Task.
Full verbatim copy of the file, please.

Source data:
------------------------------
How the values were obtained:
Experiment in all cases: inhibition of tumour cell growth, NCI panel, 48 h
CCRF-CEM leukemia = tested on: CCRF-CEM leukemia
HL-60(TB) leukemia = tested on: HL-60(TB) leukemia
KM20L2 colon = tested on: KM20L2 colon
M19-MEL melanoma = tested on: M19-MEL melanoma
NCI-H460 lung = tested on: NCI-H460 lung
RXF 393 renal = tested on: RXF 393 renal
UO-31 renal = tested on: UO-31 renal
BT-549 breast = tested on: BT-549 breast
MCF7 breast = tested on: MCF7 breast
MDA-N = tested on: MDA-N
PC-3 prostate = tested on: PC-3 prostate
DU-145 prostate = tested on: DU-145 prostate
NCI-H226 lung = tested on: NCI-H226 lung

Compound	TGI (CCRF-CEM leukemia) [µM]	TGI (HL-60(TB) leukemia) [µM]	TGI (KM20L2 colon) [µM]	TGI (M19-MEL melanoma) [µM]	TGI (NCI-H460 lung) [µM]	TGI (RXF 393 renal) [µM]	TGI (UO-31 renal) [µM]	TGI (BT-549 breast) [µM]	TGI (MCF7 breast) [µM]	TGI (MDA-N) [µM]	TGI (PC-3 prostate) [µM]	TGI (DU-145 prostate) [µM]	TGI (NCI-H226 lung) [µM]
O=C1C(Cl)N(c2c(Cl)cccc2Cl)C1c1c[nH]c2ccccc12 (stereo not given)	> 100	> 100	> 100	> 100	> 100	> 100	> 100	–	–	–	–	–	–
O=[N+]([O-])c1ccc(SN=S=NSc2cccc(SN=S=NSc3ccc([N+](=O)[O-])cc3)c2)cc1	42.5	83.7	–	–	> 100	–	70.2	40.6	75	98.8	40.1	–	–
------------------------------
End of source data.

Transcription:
How the values were obtained:
Experiment in all cases: inhibition of tumour cell growth, NCI panel, 48 h
CCRF-CEM leukemia = tested on: CCRF-CEM leukemia
HL-60(TB) leukemia = tested on: HL-60(TB) leukemia
KM20L2 colon = tested on: KM20L2 colon
M19-MEL melanoma = tested on: M19-MEL melanoma
NCI-H460 lung = tested on: NCI-H460 lung
RXF 393 renal = tested on: RXF 393 renal
UO-31 renal = tested on: UO-31 renal
BT-549 breast = tested on: BT-549 breast
MCF7 breast = tested on: MCF7 breast
MDA-N = tested on: MDA-N
PC-3 prostate = tested on: PC-3 prostate
DU-145 prostate = tested on: DU-145 prostate
NCI-H226 lung = tested on: NCI-H226 lung

Compound	TGI (CCRF-CEM leukemia) [µM]	TGI (HL-60(TB) leukemia) [µM]	TGI (KM20L2 colon) [µM]	TGI (M19-MEL melanoma) [µM]	TGI (NCI-H460 lung) [µM]	TGI (RXF 393 renal) [µM]	TGI (UO-31 renal) [µM]	TGI (BT-549 breast) [µM]	TGI (MCF7 breast) [µM]	TGI (MDA-N) [µM]	TGI (PC-3 prostate) [µM]	TGI (DU-145 prostate) [µM]	TGI (NCI-H226 lung) [µM]
O=C1C(Cl)N(c2c(Cl)cccc2Cl)C1c1c[nH]c2ccccc12 (stereo not given)	> 100	> 100	> 100	> 100	> 100	> 100	> 100	–	–	–	–	–	–
O=[N+]([O-])c1ccc(SN=S=NSc2cccc(SN=S=NSc3ccc([N+](=O)[O-])cc3)c2)cc1	42.5	83.7	–	–	> 100	–	70.2	40.6	75	98.8	40.1	–	–